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Wednesday, June 14, 2006 

Wednesday, June 14, 2006

Aponte’s taxes to affect salaried workers
By Yaisha Vargas

SAN JUAN (AP) – The tax measures that House Speaker José Aponte is preparing parallel to the tax reform being prepared by the House Treasury Committee and Rep. Antonio Silva will harm the salaried workers and attract money to the subterranean economy.

Treasury Secretary Juan Carlos Méndez affirmed Tuesday that he found about the House leader’s ideas through the press because he doesn’t have very good communication with him. He assured that he talks constantly with Silva, who is in charge of shaping the tax reform in the House.

"It appears that these taxes will really benefit the tax evader and those who live in the cash economy," Méndez said in a press conference at La Fortaleza after meeting with Gov. Aníbal Acevedo Vilá and other economic cabinet officials.

The Treasury secretary vehemently opposed the proposals that are allegedly being prepared by Aponte that consist of a 10% tax on the remittance of funds abroad, another 1 to 2% on credit card purchases, and also a 10% on the properties with a value over $500,000.

With these three tax measures, Aponte seeks to generate the $400 million in additional income that the government needs to face the structural deficit and balance the budget of next fiscal year.

Méndez reiterated that none of these three taxes can capture the cash transactions and that the only mechanism that can collect the money that is circulating in the subterranean economy is the sales tax.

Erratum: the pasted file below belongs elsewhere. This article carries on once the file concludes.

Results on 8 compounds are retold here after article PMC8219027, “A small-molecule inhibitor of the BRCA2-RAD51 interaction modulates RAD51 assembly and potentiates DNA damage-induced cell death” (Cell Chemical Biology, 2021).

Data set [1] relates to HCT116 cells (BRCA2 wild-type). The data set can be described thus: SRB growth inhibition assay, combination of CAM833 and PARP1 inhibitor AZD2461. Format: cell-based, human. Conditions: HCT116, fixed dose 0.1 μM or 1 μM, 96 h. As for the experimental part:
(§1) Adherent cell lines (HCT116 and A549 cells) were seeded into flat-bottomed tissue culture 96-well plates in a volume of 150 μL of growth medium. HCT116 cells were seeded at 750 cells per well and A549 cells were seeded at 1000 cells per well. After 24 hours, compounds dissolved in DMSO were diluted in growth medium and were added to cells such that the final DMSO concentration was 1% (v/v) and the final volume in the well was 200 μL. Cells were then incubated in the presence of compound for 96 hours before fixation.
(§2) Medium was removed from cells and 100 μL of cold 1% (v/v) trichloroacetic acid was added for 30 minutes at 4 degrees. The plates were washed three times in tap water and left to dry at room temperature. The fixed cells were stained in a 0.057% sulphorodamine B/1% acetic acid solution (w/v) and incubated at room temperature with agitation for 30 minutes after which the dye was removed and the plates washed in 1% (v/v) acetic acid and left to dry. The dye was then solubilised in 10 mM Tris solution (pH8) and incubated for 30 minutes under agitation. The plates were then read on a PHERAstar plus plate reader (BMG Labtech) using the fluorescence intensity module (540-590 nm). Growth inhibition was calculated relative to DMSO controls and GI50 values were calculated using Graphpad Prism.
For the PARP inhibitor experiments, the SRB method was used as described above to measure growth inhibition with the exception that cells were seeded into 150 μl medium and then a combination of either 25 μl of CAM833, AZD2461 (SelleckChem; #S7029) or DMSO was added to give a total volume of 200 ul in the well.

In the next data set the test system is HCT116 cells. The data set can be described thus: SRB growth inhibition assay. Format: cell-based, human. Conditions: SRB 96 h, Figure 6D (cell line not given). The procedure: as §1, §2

Secretary of State Fernando Bonilla mentioned that “enormous doubts” exist in the executive about Aponte’s measures and Government Development Bank President Alfredo Salazar said he needs concrete information about the tax reform to be able to take it to the credit agencies in New York.

"We are anxious for [the legislators] to finish their job and tell us so that we can then defend the credit of Puerto Rico. I can’t sit in front of these men [the credit agencies] if I don’t have the tools," Salazar said.

The three official said the only thing left for them to do is wait for the Legislature to inform them about the legislative measures related to the tax reform.

Meanwhile, the executive branch is holding a bond emission of $675 million that would benefit the municipalities because it would imply a new Puerto Rico credit degradation, Salazar said.
"Since we couldn’t paint a complete picture [of the financial situation of Puerto Rico], we opted to withdraw the emission with the advice of the bankers who are working on the financial transaction," he said.

Only 12 days are left for the approval of the budget, which also depends on the finalizing of the tax reform.

Meanwhile, statehood Sen. Orlando Parga roared Tuesday against Aponte’s alleged proposal to impose a tax on the sending of money abroad and credit card purchases.

For Parga, these measures would be a "hard blow to those in poverty".

"Don’t count on me if the eagerness to seek resources to settle the crisis in the government is to tie a rope around the neck of the citizen who lives on credit to sustain his basic needs and works hard day in and day out to send a little money to his relatives," he said in a press release.

"It is inconceivable that we want to convert the poor into beggars," said Parga, explaining that most citizens on the island depend on credit to adjust their monthly family budget and achieve access to the products and services that complement their daily life.

Regarding sending money abroad, he said most of this money, mostly from foreigners who arrived in Puerto Rico to work with dignity, serves to pay for medicines, food, and even minimal levels of shelter and clothing in countries like Cuba and the Dominican Republic.

"These measures threaten the quality of life and don’t have space nor consideration in the Senate," the senator said.

Copyright © 2000-2006 Casiano Communications Inc. All rights reserved.

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